Channi, who was appointed chief minister after a months-long turmoil within the Congress, welcomed the instructions of the EC. “I welcome the instructions by the EC. Till now, we were only a working government, now we will start thinking about elections. With folded hands, I would like to thank the people of Punjab and Congress for considering me worthy to be a Chief Minister for 111 days,” Channi told reporters.
In Uttarakhand, where the BJP and the Congress have traditionally swapped power every five years, the ruling party is wary of this trend. The BJP has changed its chief minister twice in the past year and been accused of bungling its response to the second wave of Covid-19. But the Congress is hindered by internal bickering, and will hope that former chief minister Harish Rawat can steer it to a rare assembly election win.
This is the first Goa assembly elections after the death of former chief minister and Union defence minister Manohar Parrikar. The BJP, which has been in power for a decade but many of whose legislators are defectors from other parties, is hopeful of a victory. The opposition is divided but has signalled a willingness to come together to defeat the BJP. This will also be a significant election for the Congress that emerged as the single-largest party in 2017 but failed to form the government.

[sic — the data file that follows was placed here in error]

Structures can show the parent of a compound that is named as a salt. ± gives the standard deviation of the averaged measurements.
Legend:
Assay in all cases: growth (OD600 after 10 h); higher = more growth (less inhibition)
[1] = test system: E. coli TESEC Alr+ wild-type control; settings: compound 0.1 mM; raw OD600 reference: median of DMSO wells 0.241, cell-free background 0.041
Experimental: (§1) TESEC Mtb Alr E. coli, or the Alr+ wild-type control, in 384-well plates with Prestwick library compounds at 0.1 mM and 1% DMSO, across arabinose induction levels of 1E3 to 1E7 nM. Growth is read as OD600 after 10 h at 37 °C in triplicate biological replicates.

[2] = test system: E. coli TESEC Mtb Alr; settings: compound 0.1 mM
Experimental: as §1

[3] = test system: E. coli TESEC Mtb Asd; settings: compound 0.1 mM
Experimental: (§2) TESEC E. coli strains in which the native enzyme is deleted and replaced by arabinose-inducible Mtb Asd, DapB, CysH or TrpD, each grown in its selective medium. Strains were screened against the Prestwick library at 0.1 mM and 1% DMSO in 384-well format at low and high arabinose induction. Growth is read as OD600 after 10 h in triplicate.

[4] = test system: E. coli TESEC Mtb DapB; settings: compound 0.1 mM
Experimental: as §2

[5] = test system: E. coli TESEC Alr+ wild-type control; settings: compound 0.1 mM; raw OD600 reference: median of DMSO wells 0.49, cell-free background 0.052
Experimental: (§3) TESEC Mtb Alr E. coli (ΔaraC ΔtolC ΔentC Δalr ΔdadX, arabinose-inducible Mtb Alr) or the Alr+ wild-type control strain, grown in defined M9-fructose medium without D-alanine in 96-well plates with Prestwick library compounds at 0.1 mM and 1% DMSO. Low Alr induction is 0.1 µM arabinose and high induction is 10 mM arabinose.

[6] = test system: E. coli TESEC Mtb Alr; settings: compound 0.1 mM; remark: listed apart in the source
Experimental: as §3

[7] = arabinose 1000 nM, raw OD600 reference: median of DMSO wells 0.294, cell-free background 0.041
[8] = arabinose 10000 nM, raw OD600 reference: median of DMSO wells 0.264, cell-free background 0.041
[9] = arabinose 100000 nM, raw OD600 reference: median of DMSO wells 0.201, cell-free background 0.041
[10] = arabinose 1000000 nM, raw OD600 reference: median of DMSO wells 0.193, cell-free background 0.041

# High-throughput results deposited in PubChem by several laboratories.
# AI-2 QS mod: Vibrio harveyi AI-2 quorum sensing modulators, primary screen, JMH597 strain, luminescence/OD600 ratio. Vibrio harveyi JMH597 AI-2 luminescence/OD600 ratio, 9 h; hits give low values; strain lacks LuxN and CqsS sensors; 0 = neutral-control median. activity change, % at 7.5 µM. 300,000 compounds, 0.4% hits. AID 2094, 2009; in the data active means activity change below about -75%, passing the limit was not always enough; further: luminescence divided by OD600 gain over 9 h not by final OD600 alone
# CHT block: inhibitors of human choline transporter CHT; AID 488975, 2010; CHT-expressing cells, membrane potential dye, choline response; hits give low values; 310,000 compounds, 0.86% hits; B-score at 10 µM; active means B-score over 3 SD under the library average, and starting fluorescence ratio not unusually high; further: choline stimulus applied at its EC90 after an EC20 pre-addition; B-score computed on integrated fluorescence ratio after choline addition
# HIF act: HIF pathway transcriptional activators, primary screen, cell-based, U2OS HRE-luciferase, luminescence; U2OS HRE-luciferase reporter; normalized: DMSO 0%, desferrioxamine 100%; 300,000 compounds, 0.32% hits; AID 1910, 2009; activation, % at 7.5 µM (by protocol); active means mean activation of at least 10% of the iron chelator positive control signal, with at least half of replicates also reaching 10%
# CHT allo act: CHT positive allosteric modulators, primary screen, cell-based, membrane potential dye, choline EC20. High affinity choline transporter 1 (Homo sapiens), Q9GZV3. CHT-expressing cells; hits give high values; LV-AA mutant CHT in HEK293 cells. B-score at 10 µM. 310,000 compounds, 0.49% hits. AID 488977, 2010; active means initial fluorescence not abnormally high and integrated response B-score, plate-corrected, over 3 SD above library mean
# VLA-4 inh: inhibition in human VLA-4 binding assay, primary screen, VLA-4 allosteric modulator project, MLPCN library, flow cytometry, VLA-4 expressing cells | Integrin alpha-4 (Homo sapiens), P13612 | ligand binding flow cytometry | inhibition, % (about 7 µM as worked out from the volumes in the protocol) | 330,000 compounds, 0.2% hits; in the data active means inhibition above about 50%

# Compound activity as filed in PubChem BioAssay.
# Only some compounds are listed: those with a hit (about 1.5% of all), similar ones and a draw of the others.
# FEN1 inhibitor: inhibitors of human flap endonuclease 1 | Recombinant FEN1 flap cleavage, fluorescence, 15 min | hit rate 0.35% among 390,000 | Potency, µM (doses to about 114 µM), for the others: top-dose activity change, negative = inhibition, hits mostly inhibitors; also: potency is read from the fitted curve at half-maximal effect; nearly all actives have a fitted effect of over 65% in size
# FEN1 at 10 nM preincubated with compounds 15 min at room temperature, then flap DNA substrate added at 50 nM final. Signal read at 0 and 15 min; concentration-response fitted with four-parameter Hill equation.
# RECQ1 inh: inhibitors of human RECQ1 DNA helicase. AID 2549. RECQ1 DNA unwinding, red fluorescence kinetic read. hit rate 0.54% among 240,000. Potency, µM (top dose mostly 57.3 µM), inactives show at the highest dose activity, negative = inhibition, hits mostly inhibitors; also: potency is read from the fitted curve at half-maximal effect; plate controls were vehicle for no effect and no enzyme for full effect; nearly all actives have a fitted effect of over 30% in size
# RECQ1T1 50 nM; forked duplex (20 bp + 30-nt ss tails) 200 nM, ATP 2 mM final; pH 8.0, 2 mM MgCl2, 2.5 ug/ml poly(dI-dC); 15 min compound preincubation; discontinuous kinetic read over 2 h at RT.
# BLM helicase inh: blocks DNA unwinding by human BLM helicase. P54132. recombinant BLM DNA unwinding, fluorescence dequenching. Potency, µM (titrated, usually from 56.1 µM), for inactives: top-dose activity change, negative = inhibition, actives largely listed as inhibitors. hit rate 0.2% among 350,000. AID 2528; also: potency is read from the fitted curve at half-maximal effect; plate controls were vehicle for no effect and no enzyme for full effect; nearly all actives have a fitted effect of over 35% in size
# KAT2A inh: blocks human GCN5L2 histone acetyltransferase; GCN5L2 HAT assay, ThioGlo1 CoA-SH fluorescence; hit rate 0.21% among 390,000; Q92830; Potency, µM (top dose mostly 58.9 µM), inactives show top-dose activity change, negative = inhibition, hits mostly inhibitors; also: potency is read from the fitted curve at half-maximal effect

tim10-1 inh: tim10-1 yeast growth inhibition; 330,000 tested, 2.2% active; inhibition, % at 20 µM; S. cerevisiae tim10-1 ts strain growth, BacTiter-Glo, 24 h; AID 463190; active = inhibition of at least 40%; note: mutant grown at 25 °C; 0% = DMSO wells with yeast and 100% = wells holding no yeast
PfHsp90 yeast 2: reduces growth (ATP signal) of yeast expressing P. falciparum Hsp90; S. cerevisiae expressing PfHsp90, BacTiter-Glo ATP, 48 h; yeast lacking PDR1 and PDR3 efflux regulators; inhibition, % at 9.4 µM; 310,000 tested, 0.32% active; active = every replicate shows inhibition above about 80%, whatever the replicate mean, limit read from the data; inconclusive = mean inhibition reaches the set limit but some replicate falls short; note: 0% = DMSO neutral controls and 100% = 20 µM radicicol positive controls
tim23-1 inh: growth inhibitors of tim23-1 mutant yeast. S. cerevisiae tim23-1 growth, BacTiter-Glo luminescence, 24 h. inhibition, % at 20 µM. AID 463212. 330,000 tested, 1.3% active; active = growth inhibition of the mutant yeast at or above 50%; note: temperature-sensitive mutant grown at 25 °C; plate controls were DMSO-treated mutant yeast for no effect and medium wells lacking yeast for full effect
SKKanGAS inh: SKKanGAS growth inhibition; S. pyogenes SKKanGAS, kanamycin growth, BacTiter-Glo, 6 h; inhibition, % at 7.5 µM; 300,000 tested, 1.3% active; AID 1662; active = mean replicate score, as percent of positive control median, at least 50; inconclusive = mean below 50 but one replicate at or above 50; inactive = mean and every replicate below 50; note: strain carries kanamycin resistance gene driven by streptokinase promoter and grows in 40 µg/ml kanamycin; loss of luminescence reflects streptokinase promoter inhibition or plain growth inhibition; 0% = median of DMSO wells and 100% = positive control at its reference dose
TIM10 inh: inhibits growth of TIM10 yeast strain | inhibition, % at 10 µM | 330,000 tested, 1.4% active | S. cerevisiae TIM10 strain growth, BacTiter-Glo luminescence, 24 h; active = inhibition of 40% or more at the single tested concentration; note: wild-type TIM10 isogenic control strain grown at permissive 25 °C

In Manipur, another state where the Congress emerged as the single-largest party only to see its lawmakers defect to the BJP, the polls come in the backdrop of increased militancy and calls by powerful tribal groups to join forces against the BJP.. Lack of development and unemployment are two major issues in Manipur.